The BBC is to make its extensive television and radio archives available online.
The move, announced by BBC director-general Greg Dyke, will make selected material for which the BBC owns the rights available for private, non-commercial use in the UK.
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This resource has remained locked up until now because there has not been an effective mechanism for distribution, but digital technologies and broadband communications are changing that situation, Dyke said.
The project, known internally as the BBC Creative Archive, will allow viewers to adapt content for their own use under a simple licensing system, Dyke said.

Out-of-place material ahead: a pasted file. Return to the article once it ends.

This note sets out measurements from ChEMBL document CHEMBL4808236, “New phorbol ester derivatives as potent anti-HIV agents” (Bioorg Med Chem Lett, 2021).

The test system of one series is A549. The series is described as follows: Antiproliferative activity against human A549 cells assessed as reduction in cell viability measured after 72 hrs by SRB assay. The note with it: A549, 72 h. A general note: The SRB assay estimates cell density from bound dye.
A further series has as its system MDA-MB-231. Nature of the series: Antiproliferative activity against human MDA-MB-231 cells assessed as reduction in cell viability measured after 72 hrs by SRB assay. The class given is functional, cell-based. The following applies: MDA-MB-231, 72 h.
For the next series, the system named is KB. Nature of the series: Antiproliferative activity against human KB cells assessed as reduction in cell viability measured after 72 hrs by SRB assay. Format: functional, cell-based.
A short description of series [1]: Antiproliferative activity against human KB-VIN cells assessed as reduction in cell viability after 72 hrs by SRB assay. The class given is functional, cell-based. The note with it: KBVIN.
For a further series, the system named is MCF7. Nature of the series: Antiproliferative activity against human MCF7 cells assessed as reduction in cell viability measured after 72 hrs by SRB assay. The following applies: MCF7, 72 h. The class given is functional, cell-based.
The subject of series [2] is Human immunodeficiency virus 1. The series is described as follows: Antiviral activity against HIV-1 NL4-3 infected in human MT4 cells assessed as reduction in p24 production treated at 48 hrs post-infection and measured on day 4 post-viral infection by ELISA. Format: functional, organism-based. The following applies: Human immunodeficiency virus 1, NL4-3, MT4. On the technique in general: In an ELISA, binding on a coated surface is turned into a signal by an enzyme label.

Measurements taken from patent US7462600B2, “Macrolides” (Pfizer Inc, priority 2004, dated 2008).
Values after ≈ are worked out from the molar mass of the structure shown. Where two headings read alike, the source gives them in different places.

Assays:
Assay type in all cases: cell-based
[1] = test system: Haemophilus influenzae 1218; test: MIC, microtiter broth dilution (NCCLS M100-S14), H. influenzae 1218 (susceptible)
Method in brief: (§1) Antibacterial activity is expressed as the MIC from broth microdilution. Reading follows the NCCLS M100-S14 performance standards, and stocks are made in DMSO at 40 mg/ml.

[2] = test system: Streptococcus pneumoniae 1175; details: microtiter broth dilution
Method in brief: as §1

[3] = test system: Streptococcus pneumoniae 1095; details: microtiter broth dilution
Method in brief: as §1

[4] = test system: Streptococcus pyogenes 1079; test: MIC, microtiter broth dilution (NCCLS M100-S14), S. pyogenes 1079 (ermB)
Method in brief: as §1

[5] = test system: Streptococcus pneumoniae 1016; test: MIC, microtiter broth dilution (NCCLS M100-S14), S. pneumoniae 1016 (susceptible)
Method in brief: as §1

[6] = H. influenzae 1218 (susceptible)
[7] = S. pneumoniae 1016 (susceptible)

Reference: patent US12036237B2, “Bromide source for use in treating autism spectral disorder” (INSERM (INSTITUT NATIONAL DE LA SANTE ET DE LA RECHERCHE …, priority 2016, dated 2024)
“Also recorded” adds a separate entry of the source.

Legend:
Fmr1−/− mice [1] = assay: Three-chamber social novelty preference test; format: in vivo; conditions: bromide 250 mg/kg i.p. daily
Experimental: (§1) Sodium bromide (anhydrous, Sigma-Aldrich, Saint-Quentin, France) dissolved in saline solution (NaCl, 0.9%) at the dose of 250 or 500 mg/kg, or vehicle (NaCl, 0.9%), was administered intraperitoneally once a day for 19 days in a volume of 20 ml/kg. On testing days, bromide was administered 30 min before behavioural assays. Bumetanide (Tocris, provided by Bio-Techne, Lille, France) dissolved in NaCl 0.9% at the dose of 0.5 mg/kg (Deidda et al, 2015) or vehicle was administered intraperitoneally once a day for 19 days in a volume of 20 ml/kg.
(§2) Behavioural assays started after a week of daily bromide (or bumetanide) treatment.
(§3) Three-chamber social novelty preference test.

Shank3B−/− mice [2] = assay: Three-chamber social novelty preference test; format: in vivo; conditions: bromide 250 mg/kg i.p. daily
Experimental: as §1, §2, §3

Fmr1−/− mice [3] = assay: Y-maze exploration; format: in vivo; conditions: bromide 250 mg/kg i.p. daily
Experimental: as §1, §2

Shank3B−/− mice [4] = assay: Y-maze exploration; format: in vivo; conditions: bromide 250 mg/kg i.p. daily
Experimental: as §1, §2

The idea is still in its early stages, according to a BBC spokeswoman, so few additional details are available, but said it would focus principally on factual programming.
Dyke suggested the archive would be used by schoolchildren preparing presentations for their classes. They will be able to download video clips using the broadband connections found in libraries, schools or in their own homes, and incorporate them into project work.
The archive project is a way of giving back to the public what already belongs to them, he said, as the BBC's programmes are developed with public money.
Peter Sayer writes for IDG News Service